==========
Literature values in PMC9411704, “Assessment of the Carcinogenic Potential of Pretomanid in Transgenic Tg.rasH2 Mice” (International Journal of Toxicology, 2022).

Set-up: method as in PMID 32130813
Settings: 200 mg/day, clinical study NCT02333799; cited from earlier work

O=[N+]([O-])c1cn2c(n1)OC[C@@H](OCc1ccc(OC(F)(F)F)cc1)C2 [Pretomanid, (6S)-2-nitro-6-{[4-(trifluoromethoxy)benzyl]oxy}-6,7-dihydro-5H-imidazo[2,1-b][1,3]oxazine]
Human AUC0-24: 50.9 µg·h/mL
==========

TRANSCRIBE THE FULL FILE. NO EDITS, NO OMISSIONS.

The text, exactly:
Literature values in PMC9411704, “Assessment of the Carcinogenic Potential of Pretomanid in Transgenic Tg.rasH2 Mice” (International Journal of Toxicology, 2022).

Set-up: method as in PMID 32130813
Settings: 200 mg/day, clinical study NCT02333799; cited from earlier work

O=[N+]([O-])c1cn2c(n1)OC[C@@H](OCc1ccc(OC(F)(F)F)cc1)C2 [Pretomanid, (6S)-2-nitro-6-{[4-(trifluoromethoxy)benzyl]oxy}-6,7-dihydro-5H-imidazo[2,1-b][1,3]oxazine]
Human AUC0-24: 50.9 µg·h/mL